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RELMalpha protein protects females against obesity

Compared with their male counterparts, female mice are protected against obesity and inflammation by secreting an immune protein called RELMalpha, according to a team of scientists at the University of California, who used a mouse model of high fat diet-induced obesity.

Adipose eosinophil and macrophage populations are influenced by sex, diet, and RELMα. Credit: eLife

"Our study identifies immune cells and RELMalpha in causing these sex-specific differences in the immune response to obesity," said Dr Meera G Nair, an associate Professor of Biomedical Sciences in the School of Medicine, who co-led the study with Dr Djurdjica Coss, a Professor of Biomedical Sciences.

RELM or resistin-like molecules, constitute a family of proteins secreted by mammals that are highly expressed in infectious and inflammatory diseases. One of these proteins, RELMalpha, is quickly triggered in the mouse body following infection and serves to protect the body's tissues. It has a sequence and function similar to resistin in humans.

"RELMalpha regulates two immune cell types: the anti-inflammatory macrophage and the eosinophil," explained Nair. Macrophages and eosinophils are types of disease-fighting white blood cells but can be damaging to the body in the absence of infection. "In contrast, males expressed less RELMalpha, had less eosinophils, and had inflammatory macrophages that promoted obesity."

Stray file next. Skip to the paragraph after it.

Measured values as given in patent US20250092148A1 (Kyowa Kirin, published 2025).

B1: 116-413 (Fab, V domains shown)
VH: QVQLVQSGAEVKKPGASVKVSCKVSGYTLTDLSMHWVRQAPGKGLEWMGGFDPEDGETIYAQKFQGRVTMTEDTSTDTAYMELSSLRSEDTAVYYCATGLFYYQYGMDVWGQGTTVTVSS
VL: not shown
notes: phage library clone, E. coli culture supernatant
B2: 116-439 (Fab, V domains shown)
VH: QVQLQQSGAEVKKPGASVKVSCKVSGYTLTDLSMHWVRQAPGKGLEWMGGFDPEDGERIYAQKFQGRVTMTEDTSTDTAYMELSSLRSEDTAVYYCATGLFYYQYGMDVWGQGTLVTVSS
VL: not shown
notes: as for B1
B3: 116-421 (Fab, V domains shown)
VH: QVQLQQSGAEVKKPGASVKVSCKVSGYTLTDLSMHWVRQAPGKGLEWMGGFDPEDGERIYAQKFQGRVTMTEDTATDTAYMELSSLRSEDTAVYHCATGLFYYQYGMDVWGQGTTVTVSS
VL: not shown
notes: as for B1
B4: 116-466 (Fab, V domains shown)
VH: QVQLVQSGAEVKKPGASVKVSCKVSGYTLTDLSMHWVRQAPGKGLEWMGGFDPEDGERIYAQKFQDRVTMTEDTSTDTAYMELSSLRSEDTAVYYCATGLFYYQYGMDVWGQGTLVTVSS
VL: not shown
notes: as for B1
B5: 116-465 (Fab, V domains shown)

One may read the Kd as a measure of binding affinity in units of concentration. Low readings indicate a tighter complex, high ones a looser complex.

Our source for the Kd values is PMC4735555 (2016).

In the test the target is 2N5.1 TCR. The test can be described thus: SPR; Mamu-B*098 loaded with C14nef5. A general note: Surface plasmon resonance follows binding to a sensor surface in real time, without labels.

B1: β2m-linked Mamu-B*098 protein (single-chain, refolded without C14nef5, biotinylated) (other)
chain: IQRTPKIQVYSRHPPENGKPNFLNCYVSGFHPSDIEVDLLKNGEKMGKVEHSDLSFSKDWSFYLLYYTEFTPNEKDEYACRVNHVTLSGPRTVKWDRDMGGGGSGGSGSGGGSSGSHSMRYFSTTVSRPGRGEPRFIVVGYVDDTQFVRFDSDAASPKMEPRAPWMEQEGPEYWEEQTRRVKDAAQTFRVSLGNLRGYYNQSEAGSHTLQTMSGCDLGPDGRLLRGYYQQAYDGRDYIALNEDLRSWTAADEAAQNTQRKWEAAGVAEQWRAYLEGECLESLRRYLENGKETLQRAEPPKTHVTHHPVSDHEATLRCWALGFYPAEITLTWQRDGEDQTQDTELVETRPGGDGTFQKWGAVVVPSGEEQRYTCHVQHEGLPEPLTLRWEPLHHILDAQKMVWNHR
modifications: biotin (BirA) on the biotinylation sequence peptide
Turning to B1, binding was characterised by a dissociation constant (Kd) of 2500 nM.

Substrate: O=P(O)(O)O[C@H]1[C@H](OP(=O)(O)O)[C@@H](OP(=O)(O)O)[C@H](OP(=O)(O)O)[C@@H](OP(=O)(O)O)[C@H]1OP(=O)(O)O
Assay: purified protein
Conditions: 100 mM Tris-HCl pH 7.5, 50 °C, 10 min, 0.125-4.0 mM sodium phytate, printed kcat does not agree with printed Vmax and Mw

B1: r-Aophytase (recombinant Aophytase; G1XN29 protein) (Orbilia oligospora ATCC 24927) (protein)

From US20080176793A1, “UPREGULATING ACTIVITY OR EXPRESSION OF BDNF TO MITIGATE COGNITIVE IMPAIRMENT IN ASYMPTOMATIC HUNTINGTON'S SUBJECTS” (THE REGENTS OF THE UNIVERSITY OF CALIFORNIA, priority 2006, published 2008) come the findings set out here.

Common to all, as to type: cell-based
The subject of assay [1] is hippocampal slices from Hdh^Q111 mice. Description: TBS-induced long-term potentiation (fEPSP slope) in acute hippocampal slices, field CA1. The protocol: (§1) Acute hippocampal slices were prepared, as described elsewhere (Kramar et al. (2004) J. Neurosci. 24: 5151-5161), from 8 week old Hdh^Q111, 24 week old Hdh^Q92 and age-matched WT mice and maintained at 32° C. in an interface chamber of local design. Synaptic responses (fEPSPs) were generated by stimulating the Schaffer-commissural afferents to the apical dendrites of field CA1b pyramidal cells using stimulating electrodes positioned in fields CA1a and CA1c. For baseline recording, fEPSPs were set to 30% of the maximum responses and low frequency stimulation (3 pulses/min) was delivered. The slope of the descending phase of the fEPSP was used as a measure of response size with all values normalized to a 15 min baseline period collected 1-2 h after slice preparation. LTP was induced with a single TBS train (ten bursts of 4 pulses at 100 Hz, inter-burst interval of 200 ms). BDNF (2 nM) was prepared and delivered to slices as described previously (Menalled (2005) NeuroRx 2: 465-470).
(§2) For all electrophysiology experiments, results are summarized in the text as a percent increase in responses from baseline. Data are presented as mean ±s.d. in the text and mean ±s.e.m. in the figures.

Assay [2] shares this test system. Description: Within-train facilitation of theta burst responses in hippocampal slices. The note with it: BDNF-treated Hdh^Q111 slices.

When the researchers deleted RELMalpha in female mice, they found the mice were no longer protected from obesity, had fewer eosinophils and had inflammatory macrophages - similar to male mice.

"However, we were able to reduce obesity in these female mice by treating them with eosinophils or with RELMalpha, suggesting promising therapeutic targets. We are the first to map this pathway in females that protects against obesity."

The research team found RELMalpha deficiency had significant effects in males also, but to a lesser extent than females.

"In our experiments, female mice had higher levels of RELMalpha than males, which likely explains why RELMalpha deficiency affected females more than males," added Coss. "The implications of our study are that consideration of sex differences is critical to tackle metabolic diseases such as obesity."

According to Nair, the study is novel in showing a previously unrecognized role for RELMalpha in modulating metabolic and inflammatory responses during diet-induced obesity that is sex dependent.

"Our results highlight a critical 'RELMalpha–eosinophil–macrophage axis' that functions in females to protect from diet-induced obesity and inflammation," she said. "Promoting these pathways could, therefore, provide novel therapies for combating obesity."

The outcomes were featured in the paper, 'Sexual dimorphism in obesity is governed by RELMα regulation of adipose macrophages and eosinophils', published in eLife. To access this paper, please click here


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